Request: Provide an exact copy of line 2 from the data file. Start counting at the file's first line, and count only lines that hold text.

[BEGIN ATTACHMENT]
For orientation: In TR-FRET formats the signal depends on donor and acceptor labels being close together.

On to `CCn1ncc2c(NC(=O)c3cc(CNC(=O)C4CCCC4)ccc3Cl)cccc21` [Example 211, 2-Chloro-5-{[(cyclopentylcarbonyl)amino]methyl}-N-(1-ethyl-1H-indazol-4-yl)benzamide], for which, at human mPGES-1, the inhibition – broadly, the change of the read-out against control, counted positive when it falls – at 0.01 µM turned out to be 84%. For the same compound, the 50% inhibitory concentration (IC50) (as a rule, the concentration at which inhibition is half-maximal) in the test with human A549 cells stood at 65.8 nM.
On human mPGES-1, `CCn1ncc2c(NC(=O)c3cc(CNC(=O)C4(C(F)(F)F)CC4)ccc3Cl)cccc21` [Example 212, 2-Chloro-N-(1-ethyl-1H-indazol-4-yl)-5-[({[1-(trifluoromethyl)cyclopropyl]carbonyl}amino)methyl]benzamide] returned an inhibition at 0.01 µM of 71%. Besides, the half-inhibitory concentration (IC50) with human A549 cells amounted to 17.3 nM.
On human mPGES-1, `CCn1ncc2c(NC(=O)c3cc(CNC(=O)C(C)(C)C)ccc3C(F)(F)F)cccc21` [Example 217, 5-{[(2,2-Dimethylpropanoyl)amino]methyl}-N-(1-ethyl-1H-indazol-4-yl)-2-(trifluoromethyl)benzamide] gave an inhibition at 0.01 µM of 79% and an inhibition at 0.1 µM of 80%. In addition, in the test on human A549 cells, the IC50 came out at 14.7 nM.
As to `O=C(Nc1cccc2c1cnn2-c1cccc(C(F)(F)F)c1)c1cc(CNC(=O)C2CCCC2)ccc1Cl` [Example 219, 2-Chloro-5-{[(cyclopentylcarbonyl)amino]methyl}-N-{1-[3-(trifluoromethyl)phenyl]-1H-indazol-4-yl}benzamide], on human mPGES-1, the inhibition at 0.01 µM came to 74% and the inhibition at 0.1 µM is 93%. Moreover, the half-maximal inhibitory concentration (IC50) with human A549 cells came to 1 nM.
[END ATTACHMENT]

On to `CCn1ncc2c(NC(=O)c3cc(CNC(=O)C4CCCC4)ccc3Cl)cccc21` [Example 211, 2-Chloro-5-{[(cyclopentylcarbonyl)amino]methyl}-N-(1-ethyl-1H-indazol-4-yl)benzamide], for which, at human mPGES-1, the inhibition – broadly, the change of the read-out against control, counted positive when it falls – at 0.01 µM turned out to be 84%. For the same compound, the 50% inhibitory concentration (IC50) (as a rule, the concentration at which inhibition is half-maximal) in the test with human A549 cells stood at 65.8 nM.